NOTE: A surveillance case definition is a set of uniform criteria used to define a disease for public health surveillance. Surveillance case definitions enable public health officials to classify and count cases consistently across reporting jurisdictions. Surveillance case definitions are not intended to be used by healthcare providers for making a clinical diagnosis or determining how to meet an individual patient’s health needs.
CSTE Position Statement(s)
Screening recommendations and interpretation of perinatal hepatitis C virus (HCV) laboratory test results for infants born to HCV-infected mothers differ from those for adolescents and adults (1, 2). There has been a reported increase of HCV infection among women of childbearing age in numerous jurisdictions in the United States (3-5), and there would be an expected rise in perinatal transmission as a result. While there are no measures currently recommended for prevention of HCV transmission by pregnant women to their infants, HCV in pediatric populations can lead to significant illness (6) and it is important for those children to be appropriately assessed and in clinical care for HCV infection. Available curative HCV therapies are not currently recommended for pediatric patients under the age of 12, but that may change as data become available on the use of recently approved medications in younger pediatric populations.
There is no one standard HCV screening recommendation for infants born to HCV infected mothers. Available guidelines consistently recommend against antibody testing for children under 18 months of age due to transient maternal HCV antibody that may not reflect actual infection status of the child. However, there are multiple recommended timelines for HCV ribonucleic acid (RNA) screening of infants born to HCV-infected mothers. These include not testing until at least 1-2 months of age and, in some cases, recommending repeat serial testing of infants if an infant tests positive on one test, if done before 12 months of age. There is concern that testing outside of recommended parameters may identify transient HCV RNA in infants that may spontaneously clear the infection following perinatal exposure. Inappropriate testing and loss of follow-up of infants born to HCV-infected mothers has been reported (7).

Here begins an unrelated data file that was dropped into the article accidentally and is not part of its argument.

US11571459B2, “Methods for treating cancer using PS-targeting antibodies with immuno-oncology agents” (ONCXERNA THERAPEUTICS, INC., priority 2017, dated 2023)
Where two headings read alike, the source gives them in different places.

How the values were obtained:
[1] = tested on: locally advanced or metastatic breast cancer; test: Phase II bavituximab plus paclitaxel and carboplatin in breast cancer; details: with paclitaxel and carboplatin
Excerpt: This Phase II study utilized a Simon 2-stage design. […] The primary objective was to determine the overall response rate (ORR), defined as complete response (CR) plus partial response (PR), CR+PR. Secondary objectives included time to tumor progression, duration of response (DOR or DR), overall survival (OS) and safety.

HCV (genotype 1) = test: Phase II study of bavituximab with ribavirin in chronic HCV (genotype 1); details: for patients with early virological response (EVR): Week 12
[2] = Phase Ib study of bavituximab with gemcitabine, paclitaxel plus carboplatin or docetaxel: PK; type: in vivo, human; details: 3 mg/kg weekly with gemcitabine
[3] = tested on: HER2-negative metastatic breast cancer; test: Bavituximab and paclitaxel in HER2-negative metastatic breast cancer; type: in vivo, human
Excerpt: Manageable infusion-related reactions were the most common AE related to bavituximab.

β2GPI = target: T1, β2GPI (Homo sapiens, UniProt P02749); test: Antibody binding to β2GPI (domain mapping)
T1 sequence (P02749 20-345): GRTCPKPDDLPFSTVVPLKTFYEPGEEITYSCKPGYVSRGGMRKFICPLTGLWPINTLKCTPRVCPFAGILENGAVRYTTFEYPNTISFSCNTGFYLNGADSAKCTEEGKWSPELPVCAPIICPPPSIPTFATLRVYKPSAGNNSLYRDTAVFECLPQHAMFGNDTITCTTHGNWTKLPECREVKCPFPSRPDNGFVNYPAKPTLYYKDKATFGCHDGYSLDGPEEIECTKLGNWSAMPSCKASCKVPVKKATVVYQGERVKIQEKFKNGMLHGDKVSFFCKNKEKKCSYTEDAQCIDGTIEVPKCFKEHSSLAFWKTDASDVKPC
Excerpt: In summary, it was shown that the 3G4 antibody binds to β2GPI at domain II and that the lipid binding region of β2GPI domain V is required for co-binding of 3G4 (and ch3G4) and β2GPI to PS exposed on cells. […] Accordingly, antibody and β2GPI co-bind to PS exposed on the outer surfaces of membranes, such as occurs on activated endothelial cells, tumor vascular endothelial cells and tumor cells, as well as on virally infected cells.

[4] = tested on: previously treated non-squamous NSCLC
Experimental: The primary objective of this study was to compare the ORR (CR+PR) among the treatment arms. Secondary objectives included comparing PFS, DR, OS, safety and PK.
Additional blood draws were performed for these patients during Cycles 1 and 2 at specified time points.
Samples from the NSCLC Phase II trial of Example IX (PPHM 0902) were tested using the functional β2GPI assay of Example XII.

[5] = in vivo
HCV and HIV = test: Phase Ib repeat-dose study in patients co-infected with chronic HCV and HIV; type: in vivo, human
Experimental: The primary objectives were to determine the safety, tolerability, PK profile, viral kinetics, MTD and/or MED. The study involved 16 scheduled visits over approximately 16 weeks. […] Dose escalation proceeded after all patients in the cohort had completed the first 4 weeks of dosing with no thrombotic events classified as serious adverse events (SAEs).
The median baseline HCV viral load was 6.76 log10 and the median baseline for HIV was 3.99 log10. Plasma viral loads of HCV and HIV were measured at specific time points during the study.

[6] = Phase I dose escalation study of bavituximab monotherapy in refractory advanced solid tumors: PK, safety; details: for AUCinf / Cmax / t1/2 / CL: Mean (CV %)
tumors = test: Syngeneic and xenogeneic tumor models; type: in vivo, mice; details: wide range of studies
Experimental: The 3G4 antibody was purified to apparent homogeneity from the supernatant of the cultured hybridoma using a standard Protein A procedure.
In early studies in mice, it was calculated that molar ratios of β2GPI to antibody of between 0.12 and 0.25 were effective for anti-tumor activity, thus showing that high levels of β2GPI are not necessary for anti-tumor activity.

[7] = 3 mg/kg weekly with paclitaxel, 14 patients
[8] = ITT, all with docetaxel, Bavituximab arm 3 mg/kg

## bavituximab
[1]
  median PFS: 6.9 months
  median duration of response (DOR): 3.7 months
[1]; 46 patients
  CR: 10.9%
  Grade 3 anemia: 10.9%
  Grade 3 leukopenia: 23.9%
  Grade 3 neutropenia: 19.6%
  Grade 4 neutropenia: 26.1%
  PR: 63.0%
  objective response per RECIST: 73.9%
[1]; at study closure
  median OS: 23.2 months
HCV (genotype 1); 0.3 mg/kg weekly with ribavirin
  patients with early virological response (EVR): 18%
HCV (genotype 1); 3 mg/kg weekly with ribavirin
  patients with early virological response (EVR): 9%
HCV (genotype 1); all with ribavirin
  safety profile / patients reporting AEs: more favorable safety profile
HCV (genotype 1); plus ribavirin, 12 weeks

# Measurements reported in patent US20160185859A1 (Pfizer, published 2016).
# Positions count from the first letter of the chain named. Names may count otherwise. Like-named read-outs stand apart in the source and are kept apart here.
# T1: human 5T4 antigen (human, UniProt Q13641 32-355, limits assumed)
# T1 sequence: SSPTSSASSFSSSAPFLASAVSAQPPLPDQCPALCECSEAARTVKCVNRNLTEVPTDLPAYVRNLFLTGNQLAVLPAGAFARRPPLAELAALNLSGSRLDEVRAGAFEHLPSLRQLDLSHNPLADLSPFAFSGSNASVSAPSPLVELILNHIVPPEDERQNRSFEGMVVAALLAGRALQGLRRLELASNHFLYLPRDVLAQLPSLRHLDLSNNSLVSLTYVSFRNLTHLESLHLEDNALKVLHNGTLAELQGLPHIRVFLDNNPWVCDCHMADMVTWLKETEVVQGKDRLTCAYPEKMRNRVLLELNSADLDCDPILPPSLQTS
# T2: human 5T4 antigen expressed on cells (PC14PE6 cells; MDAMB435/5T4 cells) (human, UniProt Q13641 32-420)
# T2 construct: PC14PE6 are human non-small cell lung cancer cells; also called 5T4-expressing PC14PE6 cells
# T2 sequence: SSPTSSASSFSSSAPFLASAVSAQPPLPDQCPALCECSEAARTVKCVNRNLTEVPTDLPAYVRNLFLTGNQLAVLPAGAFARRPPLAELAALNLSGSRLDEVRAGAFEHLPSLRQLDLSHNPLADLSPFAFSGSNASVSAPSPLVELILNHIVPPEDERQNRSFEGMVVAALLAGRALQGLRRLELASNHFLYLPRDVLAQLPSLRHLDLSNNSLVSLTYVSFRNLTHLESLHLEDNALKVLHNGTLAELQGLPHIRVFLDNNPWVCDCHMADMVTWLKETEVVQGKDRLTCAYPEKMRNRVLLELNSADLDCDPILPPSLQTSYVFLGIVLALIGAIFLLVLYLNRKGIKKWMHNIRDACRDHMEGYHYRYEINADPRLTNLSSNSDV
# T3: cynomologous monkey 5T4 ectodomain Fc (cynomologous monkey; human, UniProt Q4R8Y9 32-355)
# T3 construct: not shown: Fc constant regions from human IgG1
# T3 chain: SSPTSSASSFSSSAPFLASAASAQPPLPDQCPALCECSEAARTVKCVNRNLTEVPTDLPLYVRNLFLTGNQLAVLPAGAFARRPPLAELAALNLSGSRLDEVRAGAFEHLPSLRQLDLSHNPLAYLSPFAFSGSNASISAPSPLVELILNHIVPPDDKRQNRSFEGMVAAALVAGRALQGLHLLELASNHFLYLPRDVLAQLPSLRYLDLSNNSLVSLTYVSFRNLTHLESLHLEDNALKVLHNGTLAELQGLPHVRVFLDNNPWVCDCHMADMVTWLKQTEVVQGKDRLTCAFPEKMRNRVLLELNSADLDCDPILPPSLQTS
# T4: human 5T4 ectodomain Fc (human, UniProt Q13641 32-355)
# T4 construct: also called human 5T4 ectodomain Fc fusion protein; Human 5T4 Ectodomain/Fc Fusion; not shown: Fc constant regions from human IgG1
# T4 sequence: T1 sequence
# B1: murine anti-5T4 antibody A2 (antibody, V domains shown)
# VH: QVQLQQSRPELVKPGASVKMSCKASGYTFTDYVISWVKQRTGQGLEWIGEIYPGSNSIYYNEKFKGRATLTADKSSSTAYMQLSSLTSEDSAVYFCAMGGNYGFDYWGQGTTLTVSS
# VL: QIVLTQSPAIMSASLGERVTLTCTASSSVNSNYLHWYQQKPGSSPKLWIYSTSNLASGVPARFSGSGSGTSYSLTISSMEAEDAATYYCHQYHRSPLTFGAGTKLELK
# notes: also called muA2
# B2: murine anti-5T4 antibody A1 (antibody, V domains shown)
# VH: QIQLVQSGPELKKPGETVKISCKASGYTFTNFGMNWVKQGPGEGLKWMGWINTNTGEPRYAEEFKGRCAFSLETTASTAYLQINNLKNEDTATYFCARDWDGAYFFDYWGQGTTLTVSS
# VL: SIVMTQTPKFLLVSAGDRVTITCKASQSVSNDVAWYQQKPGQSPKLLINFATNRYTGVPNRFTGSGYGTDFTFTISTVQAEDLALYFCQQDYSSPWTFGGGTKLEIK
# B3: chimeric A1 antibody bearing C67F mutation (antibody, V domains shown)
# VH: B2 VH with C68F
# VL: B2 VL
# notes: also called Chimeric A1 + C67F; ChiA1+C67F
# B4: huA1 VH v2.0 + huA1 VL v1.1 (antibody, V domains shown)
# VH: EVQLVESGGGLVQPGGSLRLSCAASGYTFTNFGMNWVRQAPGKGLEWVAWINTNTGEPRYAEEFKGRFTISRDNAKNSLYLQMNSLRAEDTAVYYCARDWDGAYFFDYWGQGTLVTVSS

There is currently no recommendation for universal HCV screening among pregnant women. Testing is only recommended for women of childbearing age if they are known to be at-risk for HCV infection, regardless of pregnancy status.
Perinatal hepatitis C in pediatric patients may range from asymptomatic to fulminant hepatitis.
Laboratory Criteria for Diagnosis
- HCV RNA positive test results for infants between 2 to 36 months of age; OR
- HCV genotype test results for infants between 2 to 36 months of age or greater; OR
- HCV antigen test results for infants between 2 to 36 months of age or greater.
Maternal infection with HCV of any duration, if known. Not known to have been exposed to HCV via a mechanism other than perinatal (e.g. not acquired via healthcare).
Criteria to Distinguish a New Case from an Existing Case
Test results prior to 2 months of age should not be used for classification. Test results after 36 months of age should be reported under the 2015 Acute and Chronic HCV Infection case classification and not as perinatal HCV infection. Cases in the specified age range that are known to have been exposed to HCV via healthcare and not perinatally should be reported under the 2015 position statement. Event date should be based on earliest relevant laboratory test date within the 2-36 month window.
Infant who has a positive test for HCV RNA nucleic acid amplification test (NAAT), HCV antigen, or detectable HCV genotype at ≥2 months and ≤36 months of age and is not known to have been exposed to HCV via a mechanism other than perinatal.
- CDC. Recommendations for the prevention and control of hepatitis C virus (HCV) infection and HCV-related chronic disease. MMWR 1998;47(RR-19). http://www.cdc.gov/mmwr/PDF/RR/RR4719.pdf.
- Smith B, et al. Recommendations for the identification of chronic hepatitis C virus infection among persons born during 1945-1965. MMWR 2012;61(RR-04). http://www.cdc.gov/mmwr/preview/mmwrhtml/rr6104a1.htm.
- Onofrey, et al. Hepatitis C virus infection among adolescents and young adults, Massachusetts 2002-2009. MMWR 2011;60(17):537-41. http://www.cdc.gov/mmwr/preview/mmwrhtml/mm6017a2.htm.
- Zibbell J, et al. Increases in hepatitis C virus infection related to injection drug use among persons aged =30 years – Kentucky, Tennessee, Virginia, and West Virginia, 2006-2012. MMWR 2015;64(17):453-8. http://www.cdc.gov/mmwr/preview/mmwrhtml/mm6417a2.htm
- Koneru A, Nelson N, Hariri S, et al. Increased hepatitis C virus (HCV) detection in women of childbearing age and potential risk for vertical transmission – United States and Kentucky, 2011-2014. MMWR Morb Mortal Wkly Rep 2016;65:705-10. DOI: http://dx.doi.org/10.15585/mmwr.mm6528a2.
- Mohan P, Colvin C, et al. Clinical spectrum and histopathologic features of chronic hepatitis C infection in children. J Pediatr 2007; 150(2): 168-174.
- Kuncio D, et al. Failure to test and identify perinatally infected children born to hepatitis C positive women. CID 2016. https://cid.oxfordjournals.org/content/early/2016/01/20/cid.ciw026.full.pdf+html.